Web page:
Science and government leaders on have discredited a report by a Santa Cruz researcher that challenges the California's urgency in spraying pesticides to fight an invasive moth. The same leaders would not rule out the possibility that the federal government would take over spraying for the light brown apple moth if a court case stymies the state's efforts.
"This is an important, invasive pest with significant impact," said Osama El-Lissy, director of emergency management for the U.S. Department of Agriculture. "Our collective intention is to deal with [the moth], to prevent it from expanding to other states and to have the impact on agriculture, the environment and the ecosystem," he said.
El-Lissy was one of a handful of scientists and administrators explaining a report released Tuesday that criticizes the work of UC Santa Cruz Arboretum Director Daniel Harder and Watsonville grower Jeff Rosendale who, after traveling to New Zealand, concluded the moth is not the threat that county residents have been lead to believe. A group of federal, Californian, New Zealand and Australian scientists released their own report asserting:
• The Harder/Rosendale report fails to consider the natural resistance of New Zealand plants to the moth, which California plants do not have.
• The moth can travel up to 2 kilometers, not 100 meters as Harder and Rosendale reported.
• The issue is not only with the moth establishing itself in California, but with it moving to other states where it could cause serious damage.
"[The Harder/Rosendale] report offers a narrow perspective about options for managing [light brown apple moth] infestations," the state report said.
Harder said he stands by his science. County residents were in an uproar last year, when the state announced it would drop a synthetic pheromone, CheckMate LBAM-F, over urban areas to fight the light brown apple moth, an invasive pest from Australia. If left unchecked, state officials said the moth could wreak havoc on California agriculture. To stop it in time, they said, an environmental review of the decision to spray would not be possible. Planes took to the sky in November.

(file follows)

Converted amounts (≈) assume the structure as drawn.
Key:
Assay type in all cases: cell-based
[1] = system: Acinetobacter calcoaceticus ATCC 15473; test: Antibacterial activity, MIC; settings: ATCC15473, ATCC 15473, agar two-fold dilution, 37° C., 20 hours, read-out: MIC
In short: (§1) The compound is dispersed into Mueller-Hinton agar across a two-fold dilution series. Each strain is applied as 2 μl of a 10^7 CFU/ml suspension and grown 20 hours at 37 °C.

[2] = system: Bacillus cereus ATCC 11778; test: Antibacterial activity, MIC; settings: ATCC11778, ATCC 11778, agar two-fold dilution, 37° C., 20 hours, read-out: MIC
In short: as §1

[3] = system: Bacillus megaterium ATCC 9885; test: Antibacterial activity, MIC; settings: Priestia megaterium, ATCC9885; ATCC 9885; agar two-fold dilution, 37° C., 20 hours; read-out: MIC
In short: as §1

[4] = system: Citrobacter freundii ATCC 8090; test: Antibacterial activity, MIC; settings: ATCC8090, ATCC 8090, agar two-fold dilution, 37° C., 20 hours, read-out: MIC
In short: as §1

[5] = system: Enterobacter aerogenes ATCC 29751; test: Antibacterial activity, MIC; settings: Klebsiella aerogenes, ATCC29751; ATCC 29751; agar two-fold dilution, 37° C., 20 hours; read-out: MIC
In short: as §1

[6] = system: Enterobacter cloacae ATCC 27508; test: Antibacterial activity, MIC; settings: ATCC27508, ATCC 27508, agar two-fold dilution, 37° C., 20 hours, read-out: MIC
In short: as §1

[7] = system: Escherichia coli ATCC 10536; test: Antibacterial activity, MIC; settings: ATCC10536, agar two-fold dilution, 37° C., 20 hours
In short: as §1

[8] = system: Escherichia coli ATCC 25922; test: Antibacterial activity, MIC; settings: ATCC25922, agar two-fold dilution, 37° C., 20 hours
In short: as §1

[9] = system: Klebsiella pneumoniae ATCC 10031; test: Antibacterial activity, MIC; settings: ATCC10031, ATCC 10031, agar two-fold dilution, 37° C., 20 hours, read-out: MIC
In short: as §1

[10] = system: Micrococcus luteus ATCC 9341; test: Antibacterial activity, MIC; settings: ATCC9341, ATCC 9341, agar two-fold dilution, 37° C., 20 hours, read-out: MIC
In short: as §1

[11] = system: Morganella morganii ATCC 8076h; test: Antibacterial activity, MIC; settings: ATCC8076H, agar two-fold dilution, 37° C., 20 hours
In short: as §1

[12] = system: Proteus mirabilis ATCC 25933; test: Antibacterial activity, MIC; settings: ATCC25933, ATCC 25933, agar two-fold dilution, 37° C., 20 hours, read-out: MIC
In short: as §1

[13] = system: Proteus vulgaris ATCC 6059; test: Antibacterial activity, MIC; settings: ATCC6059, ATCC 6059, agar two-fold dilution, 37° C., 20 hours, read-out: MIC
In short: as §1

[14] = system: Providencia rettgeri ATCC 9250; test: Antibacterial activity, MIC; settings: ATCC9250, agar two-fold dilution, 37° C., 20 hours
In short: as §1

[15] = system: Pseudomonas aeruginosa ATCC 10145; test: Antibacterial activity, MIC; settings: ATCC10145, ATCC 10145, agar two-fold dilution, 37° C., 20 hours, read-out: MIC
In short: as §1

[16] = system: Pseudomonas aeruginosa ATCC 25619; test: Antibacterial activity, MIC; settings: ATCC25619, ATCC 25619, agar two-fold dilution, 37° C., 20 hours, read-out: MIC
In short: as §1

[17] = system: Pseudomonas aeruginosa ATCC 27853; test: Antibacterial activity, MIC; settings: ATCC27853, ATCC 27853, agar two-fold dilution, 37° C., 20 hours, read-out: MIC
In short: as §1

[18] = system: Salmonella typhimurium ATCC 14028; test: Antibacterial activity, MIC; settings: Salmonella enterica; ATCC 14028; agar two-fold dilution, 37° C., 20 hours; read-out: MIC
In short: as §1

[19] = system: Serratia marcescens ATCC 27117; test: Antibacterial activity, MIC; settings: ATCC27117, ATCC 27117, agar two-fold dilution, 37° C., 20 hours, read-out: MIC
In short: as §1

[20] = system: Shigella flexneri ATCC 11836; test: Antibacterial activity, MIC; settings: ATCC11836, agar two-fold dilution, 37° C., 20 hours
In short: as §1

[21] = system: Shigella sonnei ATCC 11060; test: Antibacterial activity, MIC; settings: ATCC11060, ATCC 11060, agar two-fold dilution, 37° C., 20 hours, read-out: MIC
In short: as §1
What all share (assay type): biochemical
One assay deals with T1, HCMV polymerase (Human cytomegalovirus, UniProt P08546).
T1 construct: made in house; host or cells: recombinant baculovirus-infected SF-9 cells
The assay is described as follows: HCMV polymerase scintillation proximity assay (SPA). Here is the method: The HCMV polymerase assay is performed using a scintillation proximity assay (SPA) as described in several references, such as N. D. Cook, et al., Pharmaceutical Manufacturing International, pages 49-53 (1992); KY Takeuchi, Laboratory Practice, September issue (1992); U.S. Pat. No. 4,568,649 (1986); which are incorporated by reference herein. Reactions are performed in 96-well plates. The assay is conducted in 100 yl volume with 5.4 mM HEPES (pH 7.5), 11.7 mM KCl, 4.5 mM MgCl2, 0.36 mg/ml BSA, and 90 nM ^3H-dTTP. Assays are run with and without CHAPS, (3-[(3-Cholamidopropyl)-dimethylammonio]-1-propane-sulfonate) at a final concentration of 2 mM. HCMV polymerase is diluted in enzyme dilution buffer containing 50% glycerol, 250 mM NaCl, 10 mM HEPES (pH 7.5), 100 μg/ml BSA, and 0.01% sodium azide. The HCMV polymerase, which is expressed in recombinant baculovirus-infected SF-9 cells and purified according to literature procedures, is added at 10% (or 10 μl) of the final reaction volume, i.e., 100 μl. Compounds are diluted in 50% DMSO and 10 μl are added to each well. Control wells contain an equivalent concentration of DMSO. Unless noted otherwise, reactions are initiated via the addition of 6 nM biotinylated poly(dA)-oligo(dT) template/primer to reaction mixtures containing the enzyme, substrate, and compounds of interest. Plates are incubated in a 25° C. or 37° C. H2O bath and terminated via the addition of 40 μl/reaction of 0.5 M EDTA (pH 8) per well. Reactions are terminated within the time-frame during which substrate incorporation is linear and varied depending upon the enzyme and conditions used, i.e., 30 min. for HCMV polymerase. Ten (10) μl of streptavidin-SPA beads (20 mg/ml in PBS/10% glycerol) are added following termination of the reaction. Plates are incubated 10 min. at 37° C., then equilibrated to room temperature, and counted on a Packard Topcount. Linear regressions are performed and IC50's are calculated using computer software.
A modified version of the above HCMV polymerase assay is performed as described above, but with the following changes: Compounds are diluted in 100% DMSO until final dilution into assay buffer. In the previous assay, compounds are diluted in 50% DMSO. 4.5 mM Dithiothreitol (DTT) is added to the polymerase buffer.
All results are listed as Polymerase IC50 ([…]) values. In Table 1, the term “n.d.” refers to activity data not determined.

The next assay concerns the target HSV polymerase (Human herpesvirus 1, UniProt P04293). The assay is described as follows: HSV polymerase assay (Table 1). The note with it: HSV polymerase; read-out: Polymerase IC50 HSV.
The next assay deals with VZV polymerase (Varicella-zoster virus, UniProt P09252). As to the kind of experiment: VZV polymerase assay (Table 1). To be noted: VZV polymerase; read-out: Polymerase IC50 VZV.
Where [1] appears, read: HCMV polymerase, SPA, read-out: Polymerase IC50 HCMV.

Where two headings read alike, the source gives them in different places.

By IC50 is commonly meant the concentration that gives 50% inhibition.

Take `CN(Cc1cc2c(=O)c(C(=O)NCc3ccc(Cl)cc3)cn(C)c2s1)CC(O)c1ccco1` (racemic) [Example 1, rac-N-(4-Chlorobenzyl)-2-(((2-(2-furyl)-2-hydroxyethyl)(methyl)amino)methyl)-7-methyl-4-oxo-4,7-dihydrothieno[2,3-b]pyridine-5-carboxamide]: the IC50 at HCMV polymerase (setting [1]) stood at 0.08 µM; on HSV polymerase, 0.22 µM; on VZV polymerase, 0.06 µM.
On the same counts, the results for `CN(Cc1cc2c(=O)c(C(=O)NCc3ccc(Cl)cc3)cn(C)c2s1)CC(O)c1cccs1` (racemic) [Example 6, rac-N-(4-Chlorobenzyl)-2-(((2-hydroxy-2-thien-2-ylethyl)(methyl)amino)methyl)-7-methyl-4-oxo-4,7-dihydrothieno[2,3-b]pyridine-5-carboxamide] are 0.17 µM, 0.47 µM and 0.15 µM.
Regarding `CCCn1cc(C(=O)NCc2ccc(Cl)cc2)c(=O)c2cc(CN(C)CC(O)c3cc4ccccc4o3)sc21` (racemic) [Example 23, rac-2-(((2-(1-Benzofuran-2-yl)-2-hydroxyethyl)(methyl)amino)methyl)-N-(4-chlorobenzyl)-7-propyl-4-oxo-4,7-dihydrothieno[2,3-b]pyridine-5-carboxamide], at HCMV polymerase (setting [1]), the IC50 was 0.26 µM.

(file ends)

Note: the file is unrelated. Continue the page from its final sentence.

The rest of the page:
City and county leaders vehemently disagreed and sued the state. The case should be heard April 24 in Santa Cruz Superior Court. The situation prompted Harder and Rosendale to fly to New Zealand in January to see for themselves the damage the moth could do. They returned and wrote a report arguing that the state has overblown the threat of the moth, and said the bug could be controlled without aerial spraying by using techniques learned in New Zealand. In addition, they said, the moth is so established in California that the state's eradication efforts are futile…
While the moth has not landed outside the Golden State, it could move into most regions where the weather stays above freezing -- including the southern half of the U.S., and on the West Coast south of Washington, state panel members said. Should that happen, according to the state panel, Mexico, Canada and other countries could refuse all U.S.-grown produce. That would change the problem from a state to a federal one…